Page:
1969: Michalk, S. and Protze, H., Studien zur sprachlichen Interferenz, I. Deutsch-sorbische Dialekttexte aus Nochten, Kreis Weißwasser, Bautzen 1967. In Slavonic and East European Review, 47, 249-250

1970: Šewc, H., Gramatika hornjoserbskeje rěče, 1. Fonematika a morfologija, Bautzen 1968. In Slavonic and East European Review, 48, 122-124

1972: Faßke, H., Jentsch, H., and Michalk S., Sorbischer Sprachatlas, 3. Floristische und faunistische Terminologie, Bautzen 1970, and Faßke, H., and Michalk, S.., Sorbische Dialekttexte, 8. Reichwalde und Wunscha, Kreis Weißwasser, Bautzen 1970. In Slavonic and East European Review, 50, 448-450

1972: Völkel, P. Hornjoserbsko-němski słownik. Obersorbisch-deutsches Wörterbuch. Prawopisny słownik hornjoserbskeje rěče, Bautzen 1970. In Slavonic and East European Review, 50, 603

1972: Brankačk, A. et al., Serbski biografiski słownik, Bautzen 1970. In Slavonic and East European Review, 50, 605-606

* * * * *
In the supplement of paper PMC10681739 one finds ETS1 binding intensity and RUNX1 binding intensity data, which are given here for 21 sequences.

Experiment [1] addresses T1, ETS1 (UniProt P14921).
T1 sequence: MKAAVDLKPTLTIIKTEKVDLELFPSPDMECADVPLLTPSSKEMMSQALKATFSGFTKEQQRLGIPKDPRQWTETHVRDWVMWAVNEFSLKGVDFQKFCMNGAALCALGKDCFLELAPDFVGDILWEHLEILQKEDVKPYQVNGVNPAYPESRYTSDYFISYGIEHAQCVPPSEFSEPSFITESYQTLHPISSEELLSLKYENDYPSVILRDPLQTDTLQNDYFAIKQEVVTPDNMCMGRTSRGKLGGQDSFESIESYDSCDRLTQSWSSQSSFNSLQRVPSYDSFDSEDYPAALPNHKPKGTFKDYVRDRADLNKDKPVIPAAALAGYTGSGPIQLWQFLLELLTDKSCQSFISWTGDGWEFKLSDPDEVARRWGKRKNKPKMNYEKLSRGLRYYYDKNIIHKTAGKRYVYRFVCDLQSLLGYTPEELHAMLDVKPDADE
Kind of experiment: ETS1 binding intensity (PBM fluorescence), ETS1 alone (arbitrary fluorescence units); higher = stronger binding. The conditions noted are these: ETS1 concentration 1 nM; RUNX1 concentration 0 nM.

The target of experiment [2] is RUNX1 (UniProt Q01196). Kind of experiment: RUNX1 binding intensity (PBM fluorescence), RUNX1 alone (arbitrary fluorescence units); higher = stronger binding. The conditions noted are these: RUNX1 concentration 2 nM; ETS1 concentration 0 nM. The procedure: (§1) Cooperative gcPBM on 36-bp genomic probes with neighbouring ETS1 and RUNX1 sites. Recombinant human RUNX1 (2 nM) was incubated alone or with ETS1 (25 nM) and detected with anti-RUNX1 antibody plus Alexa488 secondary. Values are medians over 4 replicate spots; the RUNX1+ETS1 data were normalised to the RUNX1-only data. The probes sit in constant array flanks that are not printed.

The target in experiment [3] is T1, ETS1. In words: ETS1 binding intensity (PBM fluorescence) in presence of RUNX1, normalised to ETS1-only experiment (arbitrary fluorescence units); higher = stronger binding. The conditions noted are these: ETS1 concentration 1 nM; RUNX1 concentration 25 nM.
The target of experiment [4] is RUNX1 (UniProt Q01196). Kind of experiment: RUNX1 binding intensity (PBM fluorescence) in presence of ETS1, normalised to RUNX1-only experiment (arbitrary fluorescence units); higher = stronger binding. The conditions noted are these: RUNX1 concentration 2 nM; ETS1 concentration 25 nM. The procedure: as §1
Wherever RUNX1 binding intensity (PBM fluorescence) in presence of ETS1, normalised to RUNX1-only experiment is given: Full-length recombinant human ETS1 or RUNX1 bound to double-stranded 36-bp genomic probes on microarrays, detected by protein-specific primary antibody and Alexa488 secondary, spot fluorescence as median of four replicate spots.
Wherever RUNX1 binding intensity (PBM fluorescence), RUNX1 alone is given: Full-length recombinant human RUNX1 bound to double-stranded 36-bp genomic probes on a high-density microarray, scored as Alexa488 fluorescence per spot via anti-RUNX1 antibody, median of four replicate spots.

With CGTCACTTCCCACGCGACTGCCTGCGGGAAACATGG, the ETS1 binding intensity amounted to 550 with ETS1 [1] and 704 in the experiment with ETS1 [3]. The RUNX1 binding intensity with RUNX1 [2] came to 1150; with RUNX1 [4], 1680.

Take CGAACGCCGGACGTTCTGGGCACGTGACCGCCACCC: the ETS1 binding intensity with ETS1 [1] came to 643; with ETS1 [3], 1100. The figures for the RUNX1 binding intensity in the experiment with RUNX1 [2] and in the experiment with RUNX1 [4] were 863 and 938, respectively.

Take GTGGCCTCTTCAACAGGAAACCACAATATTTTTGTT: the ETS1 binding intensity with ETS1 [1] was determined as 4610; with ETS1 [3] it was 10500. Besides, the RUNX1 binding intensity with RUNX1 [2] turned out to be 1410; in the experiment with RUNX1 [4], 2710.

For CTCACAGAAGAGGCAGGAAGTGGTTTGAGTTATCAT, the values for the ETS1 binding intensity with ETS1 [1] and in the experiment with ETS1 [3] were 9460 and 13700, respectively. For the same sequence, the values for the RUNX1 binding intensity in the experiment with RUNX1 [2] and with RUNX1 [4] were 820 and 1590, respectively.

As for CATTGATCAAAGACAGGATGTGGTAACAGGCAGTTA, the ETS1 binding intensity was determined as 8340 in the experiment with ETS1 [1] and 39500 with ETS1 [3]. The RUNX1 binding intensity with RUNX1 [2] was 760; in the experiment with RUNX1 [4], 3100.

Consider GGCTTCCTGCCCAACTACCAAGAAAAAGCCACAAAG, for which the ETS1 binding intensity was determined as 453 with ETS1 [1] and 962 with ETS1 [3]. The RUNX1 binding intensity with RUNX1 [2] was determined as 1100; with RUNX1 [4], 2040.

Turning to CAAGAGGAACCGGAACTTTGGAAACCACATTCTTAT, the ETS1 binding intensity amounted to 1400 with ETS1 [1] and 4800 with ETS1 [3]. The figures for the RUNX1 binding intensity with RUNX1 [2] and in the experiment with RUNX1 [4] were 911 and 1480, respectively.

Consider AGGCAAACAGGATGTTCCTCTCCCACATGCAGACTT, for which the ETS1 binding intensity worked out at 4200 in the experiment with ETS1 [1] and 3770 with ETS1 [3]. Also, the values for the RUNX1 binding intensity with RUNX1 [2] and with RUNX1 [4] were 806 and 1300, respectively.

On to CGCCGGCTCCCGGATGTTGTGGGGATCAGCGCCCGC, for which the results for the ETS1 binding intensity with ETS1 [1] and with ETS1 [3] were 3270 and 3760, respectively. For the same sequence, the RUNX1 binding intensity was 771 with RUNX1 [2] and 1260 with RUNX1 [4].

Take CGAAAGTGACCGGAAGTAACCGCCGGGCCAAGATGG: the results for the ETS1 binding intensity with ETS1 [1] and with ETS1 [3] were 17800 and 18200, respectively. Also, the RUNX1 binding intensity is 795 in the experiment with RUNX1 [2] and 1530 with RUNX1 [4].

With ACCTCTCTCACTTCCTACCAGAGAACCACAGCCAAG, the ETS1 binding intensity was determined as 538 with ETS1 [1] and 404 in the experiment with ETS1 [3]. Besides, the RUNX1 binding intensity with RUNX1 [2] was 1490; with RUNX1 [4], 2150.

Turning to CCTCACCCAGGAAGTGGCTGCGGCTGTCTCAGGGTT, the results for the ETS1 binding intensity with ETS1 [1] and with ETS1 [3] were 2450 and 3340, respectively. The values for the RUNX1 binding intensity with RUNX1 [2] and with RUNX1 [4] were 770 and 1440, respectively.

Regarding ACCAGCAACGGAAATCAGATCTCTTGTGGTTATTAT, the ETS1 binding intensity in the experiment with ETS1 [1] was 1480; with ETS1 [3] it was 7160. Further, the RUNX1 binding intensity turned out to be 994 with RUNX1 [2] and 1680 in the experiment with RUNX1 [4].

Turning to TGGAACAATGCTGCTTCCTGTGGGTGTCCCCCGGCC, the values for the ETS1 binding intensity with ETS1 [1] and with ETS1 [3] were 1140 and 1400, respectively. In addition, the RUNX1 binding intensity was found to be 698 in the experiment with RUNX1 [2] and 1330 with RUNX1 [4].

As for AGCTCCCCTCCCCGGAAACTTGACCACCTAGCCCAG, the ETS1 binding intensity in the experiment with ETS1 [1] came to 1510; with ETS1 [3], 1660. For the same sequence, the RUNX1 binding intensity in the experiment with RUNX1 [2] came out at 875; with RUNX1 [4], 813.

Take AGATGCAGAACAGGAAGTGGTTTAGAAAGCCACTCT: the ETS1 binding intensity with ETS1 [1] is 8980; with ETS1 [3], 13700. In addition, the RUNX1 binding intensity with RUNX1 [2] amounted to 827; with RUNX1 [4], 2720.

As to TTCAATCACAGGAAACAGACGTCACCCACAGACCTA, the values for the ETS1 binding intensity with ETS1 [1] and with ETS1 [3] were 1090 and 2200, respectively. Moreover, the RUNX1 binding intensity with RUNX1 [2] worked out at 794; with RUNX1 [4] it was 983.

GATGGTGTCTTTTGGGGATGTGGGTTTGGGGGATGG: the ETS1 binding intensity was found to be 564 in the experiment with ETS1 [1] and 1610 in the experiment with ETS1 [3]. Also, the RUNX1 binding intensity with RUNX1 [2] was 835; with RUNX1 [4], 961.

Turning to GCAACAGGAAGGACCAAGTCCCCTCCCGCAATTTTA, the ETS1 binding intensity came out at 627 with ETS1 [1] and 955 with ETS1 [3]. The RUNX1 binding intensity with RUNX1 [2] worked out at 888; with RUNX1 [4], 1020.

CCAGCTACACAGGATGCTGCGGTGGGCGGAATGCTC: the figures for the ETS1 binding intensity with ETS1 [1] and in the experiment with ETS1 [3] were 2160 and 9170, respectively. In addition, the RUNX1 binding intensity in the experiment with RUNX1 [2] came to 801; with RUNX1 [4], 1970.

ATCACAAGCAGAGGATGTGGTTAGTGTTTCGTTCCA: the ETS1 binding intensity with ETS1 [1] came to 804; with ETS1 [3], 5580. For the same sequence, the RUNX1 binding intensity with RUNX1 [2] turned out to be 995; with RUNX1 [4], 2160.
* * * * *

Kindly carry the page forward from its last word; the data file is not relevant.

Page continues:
1974: Faßke, H., Jentsch, H., and Michalk, S., Sorbischer Sprachatlas 4Terminologie des ländlichen Gewerbes, Bautzen 1972. In Slavonic and East European Review, 52, 451-452

1976: Faßke, H., Sorbischer Sprachatlas, 11. Morphologie: Die grammatischen Kategorien – Die Paradigmatik des Substantivs, Bautzen 1975. In Slavonic and East European Review, 54, 271-272

1976: Trofimovič, K. K., Hornjoserbsko-ruski słownik, Bautzen-Moscow 1974. In Slavonic and East European Review, 54, 475

1977: Šołta, J. and Zwahr, H., Stawizny Serbow, 2, Bautzen 1975, Kasper, M., Stawizny Serbow, 3, Bautzen 1976, and Šołta, J., Abriß der sorbischen Geschichte, Bautzen 1976. In Slavonic and East European Review, 55, 259-260

1977: Gardoš, I.(ed.), Serbska bibliografia. Sorbische Bibliographie 1966-1970, Bautzen 1974. In Slavonic and East European Review, 55, 142

1978: Brankačk, J. and Mětšk, F., Geschichte der Sorben, 1. Bautzen 1977. In The American Historical Review, 743